Boston Scientific v. Cordis (Fed. Cir. 2009)
In 2003, Boston Scientific sued Cordis for infringement of its drug-eluting, non-thrombogenic, expandable stent. (Patent No. 6,120,536). The stent, thus has a metal core surrounded by a drugged layer that is then surrounded by a non-thrombogenic layer. A jury found the asserted claims infringed and not obvious. The district court accepted the jury verdict and denied the Cordis motions for JMOL and a new trial. On appeal, the Federal Circuit reversed – finding the patent obvious as a matter of law.
Cordis pointed to another Medtronic patent (“Wolff”) as prior art that – by itself – renders the claims invalid. Wolff discloses two separate embodiments: (Fig 4) a metallic core with a drug-eluting coating and (Fig 3B) a drug-eluting core with a non-thombogenic coating. Thus, Wolff “teaches all of the [claimed] limitations. . . . The only qualification to this statement of fact is that all of the limitations are found in two separate embodiments pictured side by side in the patent, not in one embodiment.”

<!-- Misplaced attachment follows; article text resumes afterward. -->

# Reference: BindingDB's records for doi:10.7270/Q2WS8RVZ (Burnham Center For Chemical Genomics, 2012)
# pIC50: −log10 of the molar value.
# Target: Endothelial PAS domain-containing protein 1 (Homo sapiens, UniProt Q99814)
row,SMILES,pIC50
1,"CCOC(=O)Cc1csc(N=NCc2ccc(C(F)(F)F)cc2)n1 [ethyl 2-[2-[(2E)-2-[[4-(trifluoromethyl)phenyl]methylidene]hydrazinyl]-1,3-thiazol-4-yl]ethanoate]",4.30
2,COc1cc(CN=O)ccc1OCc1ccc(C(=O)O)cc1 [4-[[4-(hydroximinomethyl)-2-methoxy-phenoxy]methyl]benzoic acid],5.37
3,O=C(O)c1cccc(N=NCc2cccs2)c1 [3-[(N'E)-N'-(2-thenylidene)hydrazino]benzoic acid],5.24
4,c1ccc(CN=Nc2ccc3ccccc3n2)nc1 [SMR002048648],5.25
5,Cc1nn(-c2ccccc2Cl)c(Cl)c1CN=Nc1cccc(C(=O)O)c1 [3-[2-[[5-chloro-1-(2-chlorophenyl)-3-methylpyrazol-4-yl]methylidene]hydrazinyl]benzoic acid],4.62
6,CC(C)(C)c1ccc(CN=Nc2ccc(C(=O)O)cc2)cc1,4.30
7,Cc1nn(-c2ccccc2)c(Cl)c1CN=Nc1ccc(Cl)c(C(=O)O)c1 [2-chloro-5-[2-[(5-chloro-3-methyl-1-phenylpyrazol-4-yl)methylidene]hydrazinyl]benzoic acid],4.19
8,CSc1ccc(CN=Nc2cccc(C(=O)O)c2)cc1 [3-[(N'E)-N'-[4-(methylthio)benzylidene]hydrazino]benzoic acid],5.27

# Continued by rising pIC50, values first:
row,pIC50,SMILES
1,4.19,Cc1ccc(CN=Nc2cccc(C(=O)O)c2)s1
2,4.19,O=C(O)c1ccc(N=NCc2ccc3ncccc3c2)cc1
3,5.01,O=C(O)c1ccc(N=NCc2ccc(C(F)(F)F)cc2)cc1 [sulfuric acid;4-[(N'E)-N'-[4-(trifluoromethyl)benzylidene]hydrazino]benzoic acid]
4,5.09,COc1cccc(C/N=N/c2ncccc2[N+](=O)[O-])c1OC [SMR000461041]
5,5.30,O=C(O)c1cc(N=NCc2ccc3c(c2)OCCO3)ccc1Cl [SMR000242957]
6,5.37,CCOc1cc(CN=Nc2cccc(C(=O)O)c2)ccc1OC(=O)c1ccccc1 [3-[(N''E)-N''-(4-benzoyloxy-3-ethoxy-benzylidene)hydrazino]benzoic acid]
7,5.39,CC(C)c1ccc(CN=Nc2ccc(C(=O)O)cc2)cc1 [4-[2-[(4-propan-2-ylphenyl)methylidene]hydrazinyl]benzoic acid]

Applying KSR, the Federal Circuit found that it would have been obvious to combine the two embodiments since the combination was simply a “predictable variation.”
“Combining two embodiments disclosed adjacent to each other in a prior art patent does not require a leap of inventiveness.”
Holding: The asserted claim “would have been obvious in view of Wolff.”
Note: The Cordis brief used a particularly effective strategy of including the two embodiments to be combined followed by a demonstrative drawing of how they would have been combined. Here, they used the same drawing style and also used the same figure numbering.